In a bold move the Sydney University Graduate Choir has announced an epic new production of the Verdi Requiem, to be performed on Sydney Harbour next year. The conductor, soloists, orchestra and guest choir will perform from a floating stage on the waters of Sydney Harbour with dramatic views over the Sydney Opera House and the Sydney Harbour Bridge.
The Grads themselves will be reserved for the final Dies Irae chorus, when the already breathtaking spectacle will be augmented with water-born and aerial effects to create what should be a triumphal climax to this much-loved work.
Whilst details are sketchy at this stage – there will, apparently, be surprises – both sopranos and altos are to sing from separate floating platforms that will move slowly from the Opera House wharf towards the stage near Mrs Macquarie’s Point. Since most of this journey will be in near-total darkness, the musical effect is expected to be magical, enhanced by the skill, experience and balance of the SUGC singers.
Balance will, indeed, be a theme running through the performance since any slight unscripted movements, or even talking, will result in sudden immersion and a consequent ‘subito piano’ for the female choral parts.
In contrast, balance is not likely to be top of mind for the tenors and basses, who will be contributing to an aerial spectacular, inspired by Magritte’s well-known painting “Golconde”. Lifted initially by a quartet of hot air balloons, the male sections will perform their brief but spectacular parts whilst dropping roughly 50 feet into the night waters.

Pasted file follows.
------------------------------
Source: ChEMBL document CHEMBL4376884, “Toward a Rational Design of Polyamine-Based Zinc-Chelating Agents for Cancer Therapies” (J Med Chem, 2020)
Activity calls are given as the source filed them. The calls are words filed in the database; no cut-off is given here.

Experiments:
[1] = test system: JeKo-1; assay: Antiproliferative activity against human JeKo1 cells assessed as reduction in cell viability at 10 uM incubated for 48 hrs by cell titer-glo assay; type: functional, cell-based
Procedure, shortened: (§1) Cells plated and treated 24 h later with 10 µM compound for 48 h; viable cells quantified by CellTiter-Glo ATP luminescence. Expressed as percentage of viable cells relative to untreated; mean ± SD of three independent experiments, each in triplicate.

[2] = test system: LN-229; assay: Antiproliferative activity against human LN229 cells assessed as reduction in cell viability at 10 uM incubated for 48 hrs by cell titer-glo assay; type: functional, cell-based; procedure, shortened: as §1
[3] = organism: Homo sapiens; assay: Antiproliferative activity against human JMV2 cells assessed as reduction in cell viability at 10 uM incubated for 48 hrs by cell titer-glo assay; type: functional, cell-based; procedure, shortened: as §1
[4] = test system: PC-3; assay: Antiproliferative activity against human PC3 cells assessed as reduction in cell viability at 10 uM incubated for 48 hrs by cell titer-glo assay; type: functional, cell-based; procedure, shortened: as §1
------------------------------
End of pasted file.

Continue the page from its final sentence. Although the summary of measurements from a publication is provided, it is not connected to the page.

Choir members interviewed by SingOn were thrilled at the news. “I’ve always enjoyed singing anywhere near the Opera House” said soprano Angie K, who is leading the swimming team who will propel the soprano raft towards the main stage “although singing whilst swimming will be a challenge”. Mary M, her opposite number from the altos had a slightly different focus “the alto raft will definitely reach the finishing line first” she assured SingOn.
“50 feet up is pretty high, even for a tenor” reflected tenor Michael R, patting his dog Millie, who may join him for the dress rehearsal “but I’d say that we’re pretty confident”.
Safety will of course be paramount. “I will definitely remember the first aid box” said OH&S rep and soprano Julia B, and Choir physio John A will be on hand to provide advice and reassurance. “I’m a bit concerned about the seating plan though”.
“I’m very confident there will be no mishaps” smiled Music Director Christopher Bowen “providing upper palettes remain raised”. Baritone and great-grandfather John T is not so sure “there are some tricky semi-quavers towards the end of the drop, and I’m concerned my bowler hat might blow off”. Ultimately, though, John has confidence in his wife, Bev, a founding member of the 60-year old choir. “Bev has looked after the choir’s traditional academic gowns for many years and is currently working with the University Aeronautical Engineering Department and the RAAF to ensure that we land safely. I’m sure it will be fine”.
Giuseppe Verdi was not available for comment.
NB Readers might wish to check the date of this article before enquiring further about this concert.